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Visual presentation of hacker dressed in balaclava accessing computer

Internet Security & The Internet Ready Toaster: Do You Really Need That?

Have you stopped to think how quickly technology has evolved in recent years? It just seems that anything will connect to the internet now.

Whether it’s your laptop, smartphone, tablet, watch or TV, and we’re kind of taking those for granted now. But now it can be your fridge, kettle, thermostat, smoke detector, door bell, car, microwave, bicycle, toaster etc etc…! And it’s this quick in-rush of, almost desperation, for the big companies to rush things to market that all connect to the internet and it’s perhaps left holes in the security they provide and many of us forgetting whether or not our network infrastructures are any good, capable or secure at home.

Most homes have a network infrastructure that comprises of bits of kit that have been forgotten over the years.

They may be routers that are provided free by the internet service provider of choice, with built-in Wi-Fi or maybe something a little better, that’s been installed by a professional, but perhaps being left behind now, running on some old software, and therefore perhaps not as secure as it really should be.

So what are the drawbacks of having a poor network infrastructure at home?

Having your equipment hacked into is one thing, but perhaps there’s nothing much to worry about here?

If you have the right devices, hopefully, the hacker will start your favourite music playlist and make some toast, just the right shade of brown. But what if they were targeting you and tapping into your CCTV to check if you were home or not, accessing your cameras or accessing your laptop for personal information? Now that’s pretty scary! Most of the devices out there will be secure enough to stop this from happening and it would perhaps need to be a pretty sophisticated criminal to go to these lengths, but my advice is to minimize your risks by first asking if you really need everything to be internet connected, such as a door lock for instance.

There are devices out there that will offer the same levels of convenience but aren’t internet connected. If you do need the device internet connected for whatever reason, put some time aside to research and choose products that have a good track record for security features and keep an eye out for any flaws that may be exposed in the future and have a routine put in place where you or someone else will apply any software patches as soon as possible. Having a good quality router and Wi-Fi system in place with the latest updates and patches applied is essential.

Aside from security, having so much kit connected to your network will usually drag the speed of your network down.

The net result is often waiting for web pages or music streaming to load or movies buffering from time to time, which quickly becomes annoying. If you have a good internet connection in place, this is typically becomes avoidable by selecting kit that’s built to deal with today’s high demands in multimedia, having good Wi-Fi signal throughout and having a system that’s capable of managing the traffic and kit connected, to give the right levels of priority to certain services, such as video, voice calls, security etc.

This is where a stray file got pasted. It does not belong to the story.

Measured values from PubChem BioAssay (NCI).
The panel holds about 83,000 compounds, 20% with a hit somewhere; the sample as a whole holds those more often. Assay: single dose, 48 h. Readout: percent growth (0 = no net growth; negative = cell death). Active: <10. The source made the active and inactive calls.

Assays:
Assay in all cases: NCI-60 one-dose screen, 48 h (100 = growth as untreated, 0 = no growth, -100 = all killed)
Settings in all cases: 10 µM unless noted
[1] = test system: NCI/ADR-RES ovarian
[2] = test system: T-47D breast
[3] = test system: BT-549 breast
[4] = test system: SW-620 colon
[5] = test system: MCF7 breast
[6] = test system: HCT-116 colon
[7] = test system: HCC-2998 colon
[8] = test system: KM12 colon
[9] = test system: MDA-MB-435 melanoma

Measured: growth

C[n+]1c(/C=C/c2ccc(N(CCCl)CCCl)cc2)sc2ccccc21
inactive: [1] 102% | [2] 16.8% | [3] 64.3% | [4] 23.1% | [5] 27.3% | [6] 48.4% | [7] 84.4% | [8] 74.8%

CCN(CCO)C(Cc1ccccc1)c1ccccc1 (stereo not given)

Speed can also be affected by your neighbour’s Wi-Fi clashing with yours or by having devices that are ‘sticky’ and keep a hold of weak connections to your Wi-Fi. These drag down the speed available to the rest of your devices. An intelligent Wi-Fi system will automatically select other channels when it detects a neighbouring Wi-Fi system is clashing with yours and do its best to release those sticky devices, as and when required, so the rest of the home devices can enjoy a faster Wi-Fi connection.

If you have the choice, always wire your devices in.

I often see printers, laptops, music systems and games consoles connected through Wi-Fi, when they’ll benefit from being wired and will reduce clogging up the Wi-Fi. If you’re buying a new device, always see if it’s possible to hard wire it into your network instead. It reduces security vulnerabilities, improves reliability and typically provides a higher speed connection.

These things are really just scratching the surface, but it’s fair to say that your network infrastructure, with the ever increasing thirst for internet connected devices, has never been more important than right now. If speed and security are important to you, it’s worth checking the type of network equipment you have in place and whether it’s good enough for your needs.

Whilst it’s impossible to say that any one system out there will 100% block every kind of hacker or that these are completely flawless, it’s certainly possible to choose something that makes it much more difficult to hack and will provide much higher levels of speed and reliability. Having a routine in place to check everything is up to date or can be updated remotely by your installer, will certainly go a long way.

If you need any help or have any concerns at all, please feel free to get in touch.

If you’d like more info on the types of network systems we recommend, please get in touch or you can see more info on the latest Pakedge and Ruckus systems in the links below.

Pakedge – https://www.pakedge.com/
Ruckus – https://www.ruckuswireless.com/

Thanks as always!

Marvin, Simon and the MDFX team.

t. 01895 262600
e. info@mdfx.co.uk

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